In this newsletter:
Fishing Report, Snowpack, Varney Bridge Update, and the Bears are Waking Up!
Dallas/Plano, Texas Show
Thank you to all that stopped by our booth a few weeks ago at the 3rd annual Fly Fishing & Brew Fest in Plano, Texas! We met some fantastic people and enjoyed all that Texas had to offer – most of all the warm weather!
We are finally seeing some spring-like conditions in southwest Montana; we even had several Sandhill Crane sightings on the Jefferson River on April 3rd – a sure sign of spring! The fishing bug is itching every angler around and we are seeing more than the usual amount of anglers out for this time of year. However, in comparison to the peak tourist season, it is still quiet on our waters.
Madison River – At last, boat access to much of the river is accessible! Boat ramps are open from Lyons Bridge to 8-Mile Ford in the Madison Valley. Ramps are also open on the lower Madison from Warmsprings to Greycliff south. We have had some Skwala action from McAtee Bridge down the river. Pats Stone size 8 in olive will put plenty of fish to the net. Fish this Pats Stone about 4′ under an olive Chubby Chernobyl size 8-10 and you will have a couple eats on the surface if you are persistent! Try these two march brown nymphs- gold bead Poxyback March Brown in a size 14, or the Hunchback March Brown in size 14. Baetis nymphs are fishing equally as good as the March Brown nymphs. Don’t forget to fish the attractor’s patterns with the smaller mayfly nymphs to get the fishes attention- San Juan worm and egg patterns – the fish will eat them too. CFS at Varney Bridge is holding at 1300.
Varney Bridge on the Madison River – The iconic bridge is now closed for removal to make way for a much needed safer bridge. The bridge will be closed through the entire season with a projected reopening at the end of 2019. Varney Bridge was built in 1897, and it has served us well. If you are planning on fishing near or floating past Varney during construction you can text the word VARNEY to 22828 to receive up to date information. You can also call (406)465-3350, or email Brandon@rbci.net for information. The Varney fishing access site above the bridge will stay open during the construction. However, there will be temporary river closures, “potentially 2-6 hours,” when construction activities pose a risk to river users. Boats will be directed through the construction area.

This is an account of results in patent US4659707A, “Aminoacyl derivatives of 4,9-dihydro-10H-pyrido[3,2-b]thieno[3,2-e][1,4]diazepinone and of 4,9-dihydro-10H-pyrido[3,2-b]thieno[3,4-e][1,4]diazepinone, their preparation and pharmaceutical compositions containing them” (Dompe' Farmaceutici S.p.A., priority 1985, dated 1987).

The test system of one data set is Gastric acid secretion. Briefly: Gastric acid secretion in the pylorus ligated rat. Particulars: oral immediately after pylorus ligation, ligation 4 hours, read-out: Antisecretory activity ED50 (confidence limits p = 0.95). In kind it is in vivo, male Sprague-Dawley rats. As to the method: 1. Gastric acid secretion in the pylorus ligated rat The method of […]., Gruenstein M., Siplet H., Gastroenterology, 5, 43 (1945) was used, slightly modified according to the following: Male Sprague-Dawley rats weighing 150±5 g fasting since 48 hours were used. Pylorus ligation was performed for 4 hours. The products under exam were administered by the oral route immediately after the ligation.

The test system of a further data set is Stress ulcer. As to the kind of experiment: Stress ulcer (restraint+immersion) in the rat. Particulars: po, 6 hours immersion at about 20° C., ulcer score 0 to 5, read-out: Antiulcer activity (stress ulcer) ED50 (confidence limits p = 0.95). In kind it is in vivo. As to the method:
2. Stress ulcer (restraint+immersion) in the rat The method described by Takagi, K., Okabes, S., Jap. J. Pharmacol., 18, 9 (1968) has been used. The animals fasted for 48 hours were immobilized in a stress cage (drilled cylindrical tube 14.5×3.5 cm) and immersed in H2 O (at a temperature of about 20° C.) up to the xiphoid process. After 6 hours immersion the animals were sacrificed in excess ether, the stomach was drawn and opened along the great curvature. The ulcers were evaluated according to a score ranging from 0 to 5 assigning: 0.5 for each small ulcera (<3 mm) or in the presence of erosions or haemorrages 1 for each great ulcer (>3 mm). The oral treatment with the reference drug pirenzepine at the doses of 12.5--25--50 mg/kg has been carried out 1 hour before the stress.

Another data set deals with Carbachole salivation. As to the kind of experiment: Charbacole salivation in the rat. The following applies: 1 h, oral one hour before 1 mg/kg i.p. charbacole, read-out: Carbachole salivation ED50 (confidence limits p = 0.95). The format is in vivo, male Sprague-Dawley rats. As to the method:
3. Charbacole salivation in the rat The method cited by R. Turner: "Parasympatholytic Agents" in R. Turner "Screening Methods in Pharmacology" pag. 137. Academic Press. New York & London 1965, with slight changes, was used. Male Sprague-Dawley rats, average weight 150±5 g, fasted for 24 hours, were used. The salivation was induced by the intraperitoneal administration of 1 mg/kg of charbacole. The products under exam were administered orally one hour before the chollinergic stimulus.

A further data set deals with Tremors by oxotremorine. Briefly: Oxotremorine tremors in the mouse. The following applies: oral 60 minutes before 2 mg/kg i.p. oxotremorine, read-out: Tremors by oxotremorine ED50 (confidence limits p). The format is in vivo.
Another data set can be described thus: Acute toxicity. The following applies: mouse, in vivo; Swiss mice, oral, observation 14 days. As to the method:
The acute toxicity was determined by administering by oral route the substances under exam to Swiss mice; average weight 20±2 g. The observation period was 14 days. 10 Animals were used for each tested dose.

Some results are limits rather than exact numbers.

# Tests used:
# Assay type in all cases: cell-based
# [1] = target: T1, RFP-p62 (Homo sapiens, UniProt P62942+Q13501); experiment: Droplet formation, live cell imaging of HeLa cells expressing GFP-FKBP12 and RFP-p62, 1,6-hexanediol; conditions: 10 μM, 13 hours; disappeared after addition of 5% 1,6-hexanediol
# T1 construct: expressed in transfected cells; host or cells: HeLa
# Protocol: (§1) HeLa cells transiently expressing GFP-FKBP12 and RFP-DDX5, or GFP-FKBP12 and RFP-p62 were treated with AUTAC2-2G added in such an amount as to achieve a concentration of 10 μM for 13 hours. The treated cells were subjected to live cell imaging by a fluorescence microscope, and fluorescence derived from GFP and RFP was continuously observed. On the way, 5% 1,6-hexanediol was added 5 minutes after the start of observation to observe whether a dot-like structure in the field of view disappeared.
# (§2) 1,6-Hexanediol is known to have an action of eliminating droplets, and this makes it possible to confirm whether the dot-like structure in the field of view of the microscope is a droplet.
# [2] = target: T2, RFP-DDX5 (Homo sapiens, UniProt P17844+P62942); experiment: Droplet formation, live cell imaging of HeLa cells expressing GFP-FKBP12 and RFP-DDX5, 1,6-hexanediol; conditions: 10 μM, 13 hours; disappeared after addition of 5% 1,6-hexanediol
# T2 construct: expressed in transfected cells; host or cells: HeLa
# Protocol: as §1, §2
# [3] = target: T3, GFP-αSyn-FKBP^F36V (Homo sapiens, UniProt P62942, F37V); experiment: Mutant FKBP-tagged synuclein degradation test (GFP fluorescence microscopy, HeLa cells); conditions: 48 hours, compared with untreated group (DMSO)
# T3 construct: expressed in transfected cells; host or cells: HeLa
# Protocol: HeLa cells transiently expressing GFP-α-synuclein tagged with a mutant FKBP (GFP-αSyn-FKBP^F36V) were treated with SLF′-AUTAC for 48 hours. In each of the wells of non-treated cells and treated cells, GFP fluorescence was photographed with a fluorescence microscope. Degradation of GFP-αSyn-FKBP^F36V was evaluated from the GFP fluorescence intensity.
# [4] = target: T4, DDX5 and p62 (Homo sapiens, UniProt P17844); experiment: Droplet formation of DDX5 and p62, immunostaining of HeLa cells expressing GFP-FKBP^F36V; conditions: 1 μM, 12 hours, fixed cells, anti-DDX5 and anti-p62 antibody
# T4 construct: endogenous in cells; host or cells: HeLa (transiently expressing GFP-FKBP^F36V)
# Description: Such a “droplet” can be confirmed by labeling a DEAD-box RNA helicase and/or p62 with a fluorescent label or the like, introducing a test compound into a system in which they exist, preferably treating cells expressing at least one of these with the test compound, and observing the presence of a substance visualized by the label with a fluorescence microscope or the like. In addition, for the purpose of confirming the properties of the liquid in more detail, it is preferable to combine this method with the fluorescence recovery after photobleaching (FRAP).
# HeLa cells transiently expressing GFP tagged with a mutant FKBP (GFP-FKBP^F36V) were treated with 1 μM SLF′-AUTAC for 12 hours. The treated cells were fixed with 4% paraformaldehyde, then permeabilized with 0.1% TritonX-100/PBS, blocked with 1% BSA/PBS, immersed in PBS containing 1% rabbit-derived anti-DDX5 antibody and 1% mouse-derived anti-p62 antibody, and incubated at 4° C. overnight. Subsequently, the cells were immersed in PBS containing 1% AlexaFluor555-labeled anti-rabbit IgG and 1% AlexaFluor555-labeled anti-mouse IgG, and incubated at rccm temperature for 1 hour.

Missouri River – Land Of Giants (L.O.G.) boat ramp at the Gates of the Mountain Marina just opened up (from ice) on 4/5/19 to launch the jet boats! This is the time to be on this section of the Missouri River! These fish have had no pressure since November 2018 and they will be on the feed. Get it while the getting is good! Fished best from now through the end of May. The Mighty Mo in the drift boat section below Holter Dam near Craig, Montana is a sure bet too. Midge patterns, sow bugs, fire bead sow bugs, Baetis nymphs, San Juan worms, and egg patterns will be the flies of choice. For the dry fly angler, have your midge box with you, you will need it. Buzzballs and Midge Clusters in size 18 should get the job done. CFS below Holter Dam is holding around 5600 with water temps from 36-38.
Gallatin River – Walk and wade fishing the Gallatin near Bozeman, Montana has been productive especially if you are willing to walk a short distance from the public access locations (remember to stay within the ordinary highwater mark as not to trespass on private land.) Nymphing has been best with a Rainbow Warrior size 18, Green Machine size 18, $3 dip size 16, red and orange San Juan worms and egg patterns Currently 400 cfs at the Gallatin Gateway gaging station.
Jefferson River – This can be off of most anglers radar, but don’t underestimate this fishery this time of year! A majority of the ramps are clear from Twin Bridges, Montana to Sappington Bridge. Water clarity is currently sitting at 12-16″ and the CFS (cubic feet per second) at Twin Bridges is holding steady at 1500. Skwala nymphs and adults, March Browns, and Baetis are the current bugs of choice on the Jefferson River. Also, fish the San Juan worm in red. For the streamer anglers, a Kreelex silver and gold are best with a medium to slow retrieve. The fish are holding in the inside corners, walking speed, and about 3′-4′ in depth.
Look carefully at the image on the left and you will see two Sandhill Cranes in flight – you know spring has sprung when they arrive! Photo number two – A Kreelex eating brown from the Jefferson River on 4/3/19.
There have been reports of bears being spotted in and outside of Yellowstone National Park. This time of year they are coming out of hibernation and looking to fill those bellies. If you are fishing in areas around YNP make sure to carry your bear spray and know how to use it. Have the bear spray readily available, not stored in your vest or pack. Yellowstone National Park opens to fishing the Saturday of Memorial Day weekend. This year that date is May 25th.
This is a spring Grizzly bear that was seen a few years ago dragging a roadkill deer carcass up this scree field like a toy doll to an enjoyable spot with a view to eat it. This was located on the Gallatin River near Specimen Creek in YNP.
Thank you for staying connected with us on current conditions, reports, and news!